“What happens if…”
“He likes it!” (Or maybe he’s giving up on freedom?)
It was uncomfortably hot up on the playground, but down in the swamp it was shady and pleasant.
A new plant for me to look up!


She is one of the most observant and detail-oriented learners! She spotted the look alike swamp blueberry bush by recognizing the tiny, unripe “blueberries.”


I think there’s a kid in this photo… somewhere…. the swamp was SO different now! O. wanted to go to her secret spots but quickly turned back when she realized how easy it would be to get lost now. It’s time for orange vests, whistles, and compasses!
The fiddle-heads have become full sized ferns!
How many kids can hide behind one fern?
He’s always so happy out here!
We love the Tilted Tree.
K. enjoys the “slide” feature of the Tilted Tree.
D. is demonstrating what he would have to do if one of the branches was missing.
Climbing is so good for the body and soul!
Woods and Wetlands 2018

Mission Frog-Catch (and Release)

Today was absolutely gorgeous outside!  I realized that in the winter the swamp protects us from the cold and wind by being down low and blocked by bushes and trees.  In the heat of late spring we are protected from the hot sun by the fresh shade of new leaves.  It is a perfect place to spend an afternoon and evening in any season.

Everyone was wearing lily-of-the-valley flowers in their hair for post-Crazy Hair Day.  (We smelled delightful!)
H. helps adorn D. who wasn’t terribly pleased about it.
They said they were unicorns.
Huge patches of lily-of-the-valley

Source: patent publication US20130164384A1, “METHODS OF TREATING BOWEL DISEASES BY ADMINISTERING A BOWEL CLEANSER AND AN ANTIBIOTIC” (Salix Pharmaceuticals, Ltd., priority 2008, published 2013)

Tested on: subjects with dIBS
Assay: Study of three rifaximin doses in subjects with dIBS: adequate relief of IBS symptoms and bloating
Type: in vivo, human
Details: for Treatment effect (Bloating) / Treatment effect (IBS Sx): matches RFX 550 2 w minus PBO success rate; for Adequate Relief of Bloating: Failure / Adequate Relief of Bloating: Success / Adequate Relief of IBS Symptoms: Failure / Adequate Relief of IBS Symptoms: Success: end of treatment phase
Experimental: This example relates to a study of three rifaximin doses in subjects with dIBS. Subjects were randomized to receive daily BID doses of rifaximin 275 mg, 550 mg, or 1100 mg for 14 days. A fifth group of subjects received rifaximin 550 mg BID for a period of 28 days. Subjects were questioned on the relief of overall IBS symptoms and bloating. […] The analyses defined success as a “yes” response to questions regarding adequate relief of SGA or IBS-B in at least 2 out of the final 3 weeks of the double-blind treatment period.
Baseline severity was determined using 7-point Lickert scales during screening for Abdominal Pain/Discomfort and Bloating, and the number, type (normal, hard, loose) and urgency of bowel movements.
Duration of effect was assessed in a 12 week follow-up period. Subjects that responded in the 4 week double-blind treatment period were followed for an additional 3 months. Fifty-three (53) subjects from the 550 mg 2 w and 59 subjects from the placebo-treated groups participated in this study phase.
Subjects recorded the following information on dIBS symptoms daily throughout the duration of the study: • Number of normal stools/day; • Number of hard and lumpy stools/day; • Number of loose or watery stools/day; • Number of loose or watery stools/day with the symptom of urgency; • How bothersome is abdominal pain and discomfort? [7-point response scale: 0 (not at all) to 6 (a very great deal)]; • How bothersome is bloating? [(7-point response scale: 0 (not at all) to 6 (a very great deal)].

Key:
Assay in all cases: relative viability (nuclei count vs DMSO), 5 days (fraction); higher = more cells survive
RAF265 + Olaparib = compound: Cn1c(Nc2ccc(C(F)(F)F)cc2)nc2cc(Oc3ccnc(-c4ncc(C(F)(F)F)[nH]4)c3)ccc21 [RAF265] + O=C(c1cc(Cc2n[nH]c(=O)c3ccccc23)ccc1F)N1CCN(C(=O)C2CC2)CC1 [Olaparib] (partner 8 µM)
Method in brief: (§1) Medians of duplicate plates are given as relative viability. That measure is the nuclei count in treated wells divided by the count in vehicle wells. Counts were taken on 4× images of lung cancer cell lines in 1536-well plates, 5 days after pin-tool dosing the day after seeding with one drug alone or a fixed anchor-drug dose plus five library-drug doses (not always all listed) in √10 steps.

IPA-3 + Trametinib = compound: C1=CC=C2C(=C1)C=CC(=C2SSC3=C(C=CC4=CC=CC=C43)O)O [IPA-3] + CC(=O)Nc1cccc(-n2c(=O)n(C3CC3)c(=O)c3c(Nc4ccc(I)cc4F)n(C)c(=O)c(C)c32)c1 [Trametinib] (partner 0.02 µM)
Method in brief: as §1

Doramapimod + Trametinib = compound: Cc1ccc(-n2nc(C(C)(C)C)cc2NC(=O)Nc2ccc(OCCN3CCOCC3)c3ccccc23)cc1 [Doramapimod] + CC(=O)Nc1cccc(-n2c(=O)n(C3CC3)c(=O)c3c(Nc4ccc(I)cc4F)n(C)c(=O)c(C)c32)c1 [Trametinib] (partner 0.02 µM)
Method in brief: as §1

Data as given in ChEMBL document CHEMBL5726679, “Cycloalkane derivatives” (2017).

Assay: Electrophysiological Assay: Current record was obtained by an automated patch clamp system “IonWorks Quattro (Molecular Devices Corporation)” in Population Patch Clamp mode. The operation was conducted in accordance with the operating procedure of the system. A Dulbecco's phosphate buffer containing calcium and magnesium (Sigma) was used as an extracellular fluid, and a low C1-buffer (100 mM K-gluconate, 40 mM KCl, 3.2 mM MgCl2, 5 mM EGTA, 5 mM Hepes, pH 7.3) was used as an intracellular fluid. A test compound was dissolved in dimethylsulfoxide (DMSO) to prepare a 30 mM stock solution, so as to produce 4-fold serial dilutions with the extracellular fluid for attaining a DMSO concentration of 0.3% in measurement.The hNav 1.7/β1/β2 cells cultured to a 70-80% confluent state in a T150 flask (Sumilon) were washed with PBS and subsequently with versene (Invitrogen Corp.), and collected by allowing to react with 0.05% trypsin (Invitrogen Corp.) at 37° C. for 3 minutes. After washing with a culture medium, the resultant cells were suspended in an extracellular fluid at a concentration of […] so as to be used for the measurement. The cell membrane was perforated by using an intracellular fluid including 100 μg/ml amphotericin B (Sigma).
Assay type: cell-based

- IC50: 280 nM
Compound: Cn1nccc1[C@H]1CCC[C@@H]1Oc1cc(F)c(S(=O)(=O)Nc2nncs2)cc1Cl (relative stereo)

They all know what the huge, old, wild grapevines look like, but no one knew what new grapevine leaves and baby grapes looked like! K. thought they looked like, “Barbie grapes.”
S. is extremely proud to have been the one who named, “The Enchanted Forest.”
On a frog-catching mission right from the start!


A wood frog on a log.
It was frog city out there!


This frog was free to go but it decided to hang out a while longer.


Frogs in buckets are much easier to catch!


She conquered her fear of frogs!


Gently petting this tiny being. Probably not the frog’s favorite activity, but in the name of building and maintaining a love for amphibians (who are a sensitive, indicator species of clean water, soil, and air,) I say, GO FOR IT! Pet that frog!
Shrieks of laughter followed by two dripping, muddy girls. I asked, “Was this on purpose, by accident, or somewhere in between?” E. grinned at me and said, “Definitely somewhere in between…”
They held hands and stomped through the last bit of water before we had to go back.


Woods and Wetlands 2018

Springtime Magic

I have all these plastic, net produce bags left over from various fruit or veggies and I hate to put them in the landfill. I don’t think they can be recycled, so I decided to see if the kids could make their own nets! E. worked on hers for a long time, patiently weaving a wire she found from an old wire-bound notebook around the opening and then attaching it to a stick for a handle. She was pretty proud of her efforts!